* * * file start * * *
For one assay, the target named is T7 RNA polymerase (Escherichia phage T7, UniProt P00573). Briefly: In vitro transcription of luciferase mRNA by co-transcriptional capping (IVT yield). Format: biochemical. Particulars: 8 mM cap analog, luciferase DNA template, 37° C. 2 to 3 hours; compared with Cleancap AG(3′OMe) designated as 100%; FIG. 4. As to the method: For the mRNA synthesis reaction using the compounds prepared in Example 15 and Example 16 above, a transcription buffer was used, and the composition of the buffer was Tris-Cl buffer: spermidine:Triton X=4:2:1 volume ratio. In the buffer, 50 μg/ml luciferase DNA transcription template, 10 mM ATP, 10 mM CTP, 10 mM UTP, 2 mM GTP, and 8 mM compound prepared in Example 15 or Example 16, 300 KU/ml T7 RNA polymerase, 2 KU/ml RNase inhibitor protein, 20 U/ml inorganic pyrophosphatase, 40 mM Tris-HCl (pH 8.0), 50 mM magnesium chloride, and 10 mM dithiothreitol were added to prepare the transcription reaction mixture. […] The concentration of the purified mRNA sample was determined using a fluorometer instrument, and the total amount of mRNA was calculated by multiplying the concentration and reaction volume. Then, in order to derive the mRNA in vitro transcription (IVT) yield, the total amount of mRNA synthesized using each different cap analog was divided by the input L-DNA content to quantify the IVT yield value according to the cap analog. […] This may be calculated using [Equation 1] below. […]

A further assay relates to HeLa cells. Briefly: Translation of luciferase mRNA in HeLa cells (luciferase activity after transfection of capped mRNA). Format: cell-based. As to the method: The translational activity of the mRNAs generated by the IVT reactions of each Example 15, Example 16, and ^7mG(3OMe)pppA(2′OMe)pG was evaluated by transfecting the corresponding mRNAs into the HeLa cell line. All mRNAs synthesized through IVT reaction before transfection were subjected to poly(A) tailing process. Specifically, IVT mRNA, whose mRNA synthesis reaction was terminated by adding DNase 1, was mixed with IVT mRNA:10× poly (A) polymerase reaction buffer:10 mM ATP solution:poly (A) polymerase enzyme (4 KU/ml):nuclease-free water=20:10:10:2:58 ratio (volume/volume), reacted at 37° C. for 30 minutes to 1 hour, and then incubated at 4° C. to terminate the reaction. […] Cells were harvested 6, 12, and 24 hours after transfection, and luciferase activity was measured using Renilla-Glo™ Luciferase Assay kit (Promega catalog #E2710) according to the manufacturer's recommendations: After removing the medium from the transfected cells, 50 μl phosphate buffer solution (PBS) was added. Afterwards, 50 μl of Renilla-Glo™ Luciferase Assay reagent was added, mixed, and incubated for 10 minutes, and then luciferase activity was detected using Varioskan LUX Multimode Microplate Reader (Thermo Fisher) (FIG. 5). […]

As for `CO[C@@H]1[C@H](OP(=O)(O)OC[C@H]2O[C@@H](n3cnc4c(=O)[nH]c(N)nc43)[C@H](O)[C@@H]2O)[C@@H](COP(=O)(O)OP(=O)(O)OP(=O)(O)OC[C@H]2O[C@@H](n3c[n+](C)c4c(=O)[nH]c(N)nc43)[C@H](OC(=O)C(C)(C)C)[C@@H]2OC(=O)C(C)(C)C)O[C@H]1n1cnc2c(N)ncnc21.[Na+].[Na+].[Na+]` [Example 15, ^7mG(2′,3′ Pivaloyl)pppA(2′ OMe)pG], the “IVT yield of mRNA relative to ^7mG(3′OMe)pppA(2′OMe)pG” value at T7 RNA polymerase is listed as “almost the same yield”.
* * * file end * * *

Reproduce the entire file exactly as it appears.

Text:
For one assay, the target named is T7 RNA polymerase (Escherichia phage T7, UniProt P00573). Briefly: In vitro transcription of luciferase mRNA by co-transcriptional capping (IVT yield). Format: biochemical. Particulars: 8 mM cap analog, luciferase DNA template, 37° C. 2 to 3 hours; compared with Cleancap AG(3′OMe) designated as 100%; FIG. 4. As to the method: For the mRNA synthesis reaction using the compounds prepared in Example 15 and Example 16 above, a transcription buffer was used, and the composition of the buffer was Tris-Cl buffer: spermidine:Triton X=4:2:1 volume ratio. In the buffer, 50 μg/ml luciferase DNA transcription template, 10 mM ATP, 10 mM CTP, 10 mM UTP, 2 mM GTP, and 8 mM compound prepared in Example 15 or Example 16, 300 KU/ml T7 RNA polymerase, 2 KU/ml RNase inhibitor protein, 20 U/ml inorganic pyrophosphatase, 40 mM Tris-HCl (pH 8.0), 50 mM magnesium chloride, and 10 mM dithiothreitol were added to prepare the transcription reaction mixture. […] The concentration of the purified mRNA sample was determined using a fluorometer instrument, and the total amount of mRNA was calculated by multiplying the concentration and reaction volume. Then, in order to derive the mRNA in vitro transcription (IVT) yield, the total amount of mRNA synthesized using each different cap analog was divided by the input L-DNA content to quantify the IVT yield value according to the cap analog. […] This may be calculated using [Equation 1] below. […]

A further assay relates to HeLa cells. Briefly: Translation of luciferase mRNA in HeLa cells (luciferase activity after transfection of capped mRNA). Format: cell-based. As to the method: The translational activity of the mRNAs generated by the IVT reactions of each Example 15, Example 16, and ^7mG(3OMe)pppA(2′OMe)pG was evaluated by transfecting the corresponding mRNAs into the HeLa cell line. All mRNAs synthesized through IVT reaction before transfection were subjected to poly(A) tailing process. Specifically, IVT mRNA, whose mRNA synthesis reaction was terminated by adding DNase 1, was mixed with IVT mRNA:10× poly (A) polymerase reaction buffer:10 mM ATP solution:poly (A) polymerase enzyme (4 KU/ml):nuclease-free water=20:10:10:2:58 ratio (volume/volume), reacted at 37° C. for 30 minutes to 1 hour, and then incubated at 4° C. to terminate the reaction. […] Cells were harvested 6, 12, and 24 hours after transfection, and luciferase activity was measured using Renilla-Glo™ Luciferase Assay kit (Promega catalog #E2710) according to the manufacturer's recommendations: After removing the medium from the transfected cells, 50 μl phosphate buffer solution (PBS) was added. Afterwards, 50 μl of Renilla-Glo™ Luciferase Assay reagent was added, mixed, and incubated for 10 minutes, and then luciferase activity was detected using Varioskan LUX Multimode Microplate Reader (Thermo Fisher) (FIG. 5). […]

As for `CO[C@@H]1[C@H](OP(=O)(O)OC[C@H]2O[C@@H](n3cnc4c(=O)[nH]c(N)nc43)[C@H](O)[C@@H]2O)[C@@H](COP(=O)(O)OP(=O)(O)OP(=O)(O)OC[C@H]2O[C@@H](n3c[n+](C)c4c(=O)[nH]c(N)nc43)[C@H](OC(=O)C(C)(C)C)[C@@H]2OC(=O)C(C)(C)C)O[C@H]1n1cnc2c(N)ncnc21.[Na+].[Na+].[Na+]` [Example 15, ^7mG(2′,3′ Pivaloyl)pppA(2′ OMe)pG], the “IVT yield of mRNA relative to ^7mG(3′OMe)pppA(2′OMe)pG” value at T7 RNA polymerase is listed as “almost the same yield”.